* After the homeowners were evicted the house became both an eye sore and part time hotel for local vagrants and drug dealers.
* The mortgage contract that was foreclosed on had been bundled up with other mortgages and sold to investors as part of a security, so ...
* The market "owners" of the mortgage (American Home Mortgage Servicing, Inc.) may have the title but claim they "don’t have legal possession.”
In plain language - and as I pointed out in November - what all of this means is that because financiers, brokers, and investors have created a legal maze that only they understand (and benefit from), we're screwed.
Because private property lies at the heart of the American experience, if we can't figure out something as simple as home ownership, fixating on deficits won't mean a thing. Simply put, we're going to have much bigger legal and financial problems down the road if we don't deal with this Wall Street-banker induced mess.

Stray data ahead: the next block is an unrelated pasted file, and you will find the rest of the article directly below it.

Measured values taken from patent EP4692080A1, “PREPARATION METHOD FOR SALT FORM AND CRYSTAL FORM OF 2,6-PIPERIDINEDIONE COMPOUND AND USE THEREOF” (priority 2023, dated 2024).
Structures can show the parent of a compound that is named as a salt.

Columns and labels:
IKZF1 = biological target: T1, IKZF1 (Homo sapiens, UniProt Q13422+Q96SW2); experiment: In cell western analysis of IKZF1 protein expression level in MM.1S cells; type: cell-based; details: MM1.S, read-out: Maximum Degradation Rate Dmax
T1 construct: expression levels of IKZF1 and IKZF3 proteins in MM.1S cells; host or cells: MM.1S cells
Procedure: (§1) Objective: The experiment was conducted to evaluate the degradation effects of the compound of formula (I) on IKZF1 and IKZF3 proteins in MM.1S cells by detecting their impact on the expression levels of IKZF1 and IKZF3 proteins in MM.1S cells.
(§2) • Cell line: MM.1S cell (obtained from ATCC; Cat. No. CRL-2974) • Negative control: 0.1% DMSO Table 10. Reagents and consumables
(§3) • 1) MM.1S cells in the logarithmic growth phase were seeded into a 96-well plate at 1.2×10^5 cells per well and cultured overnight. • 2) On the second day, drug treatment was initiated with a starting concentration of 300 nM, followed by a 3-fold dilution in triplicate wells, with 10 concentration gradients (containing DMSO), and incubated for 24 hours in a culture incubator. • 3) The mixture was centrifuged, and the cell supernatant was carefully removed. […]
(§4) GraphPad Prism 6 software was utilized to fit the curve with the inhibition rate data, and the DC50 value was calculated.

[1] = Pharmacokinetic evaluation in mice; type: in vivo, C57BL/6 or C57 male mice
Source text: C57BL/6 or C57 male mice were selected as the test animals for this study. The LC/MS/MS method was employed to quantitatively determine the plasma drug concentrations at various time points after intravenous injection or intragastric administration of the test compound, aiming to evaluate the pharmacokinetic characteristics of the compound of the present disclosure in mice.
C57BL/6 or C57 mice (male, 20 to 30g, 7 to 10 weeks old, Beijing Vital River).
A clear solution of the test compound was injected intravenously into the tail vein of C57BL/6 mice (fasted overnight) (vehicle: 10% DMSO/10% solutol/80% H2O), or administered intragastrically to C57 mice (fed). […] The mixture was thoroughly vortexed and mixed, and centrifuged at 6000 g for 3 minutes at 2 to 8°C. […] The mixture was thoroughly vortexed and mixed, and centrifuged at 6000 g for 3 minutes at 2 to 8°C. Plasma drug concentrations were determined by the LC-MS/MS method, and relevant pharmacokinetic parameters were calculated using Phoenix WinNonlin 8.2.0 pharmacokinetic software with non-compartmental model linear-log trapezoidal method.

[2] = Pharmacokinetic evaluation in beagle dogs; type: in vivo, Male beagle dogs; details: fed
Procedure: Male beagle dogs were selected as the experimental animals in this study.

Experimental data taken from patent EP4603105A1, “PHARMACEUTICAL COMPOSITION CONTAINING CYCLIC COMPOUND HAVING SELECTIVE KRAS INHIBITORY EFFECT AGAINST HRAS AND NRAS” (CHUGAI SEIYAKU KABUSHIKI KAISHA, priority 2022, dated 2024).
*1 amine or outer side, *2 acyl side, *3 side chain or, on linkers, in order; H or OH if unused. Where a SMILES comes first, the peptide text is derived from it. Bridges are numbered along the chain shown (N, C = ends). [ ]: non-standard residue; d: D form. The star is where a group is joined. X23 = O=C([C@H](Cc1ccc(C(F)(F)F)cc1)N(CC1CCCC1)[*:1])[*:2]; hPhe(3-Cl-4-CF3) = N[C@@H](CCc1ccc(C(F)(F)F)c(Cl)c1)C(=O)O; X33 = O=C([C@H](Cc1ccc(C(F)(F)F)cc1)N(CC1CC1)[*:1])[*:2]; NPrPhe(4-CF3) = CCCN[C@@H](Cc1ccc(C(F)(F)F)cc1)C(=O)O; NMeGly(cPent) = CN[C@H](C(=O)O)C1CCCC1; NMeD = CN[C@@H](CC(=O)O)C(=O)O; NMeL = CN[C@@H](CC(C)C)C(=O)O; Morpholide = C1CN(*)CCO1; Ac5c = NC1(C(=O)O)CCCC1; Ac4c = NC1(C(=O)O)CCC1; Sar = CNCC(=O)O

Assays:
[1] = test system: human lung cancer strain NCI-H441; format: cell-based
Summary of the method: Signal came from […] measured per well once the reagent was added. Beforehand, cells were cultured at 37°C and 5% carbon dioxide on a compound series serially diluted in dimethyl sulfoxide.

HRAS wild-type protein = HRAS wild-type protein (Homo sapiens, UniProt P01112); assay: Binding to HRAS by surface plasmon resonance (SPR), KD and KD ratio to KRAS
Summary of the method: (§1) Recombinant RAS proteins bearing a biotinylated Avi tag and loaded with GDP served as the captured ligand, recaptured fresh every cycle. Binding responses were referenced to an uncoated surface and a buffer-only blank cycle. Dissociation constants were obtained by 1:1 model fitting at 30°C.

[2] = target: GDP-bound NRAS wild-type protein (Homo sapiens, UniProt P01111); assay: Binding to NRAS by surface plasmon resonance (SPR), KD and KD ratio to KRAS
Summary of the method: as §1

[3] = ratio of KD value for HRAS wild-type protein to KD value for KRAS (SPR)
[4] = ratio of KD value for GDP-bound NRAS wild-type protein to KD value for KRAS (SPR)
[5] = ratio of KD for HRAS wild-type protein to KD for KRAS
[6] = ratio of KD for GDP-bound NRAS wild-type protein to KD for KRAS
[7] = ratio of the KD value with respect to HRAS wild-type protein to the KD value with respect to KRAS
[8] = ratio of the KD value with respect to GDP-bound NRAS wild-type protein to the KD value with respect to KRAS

Seriously, check out this trail of home ownership that took one market securities expert one year to put together ... (and it was his home!).
Now, ask yourself, Is this the way private property rights should be organized in America?
So, if you want to understand why homeowners are adrift, while the big banks are sitting on a pile of money after their bailouts, take a deeper look at our housing mess. Then take a look at how Wall Street both contributed and is largely to blame for the mess. It will leave you wondering why Wall Street isn't in jail.
When conservatives and their Tea Party overlords take a serious look at this stuff, and start fixing this banking-mortgage-Wall Street mess, then maybe I'll take them seriously. Otherwise, we're setting ourselves up for a trip down Bailout Memory Lane, again. What then? More deregulation and tax breaks for our Wall Street and banking gargoyles?
Until then, the GOP and their Tea Party noise machine need to take a seat, and quit yappin' about things they don't really understand.
P.S. I'll have a post on the deficits next week.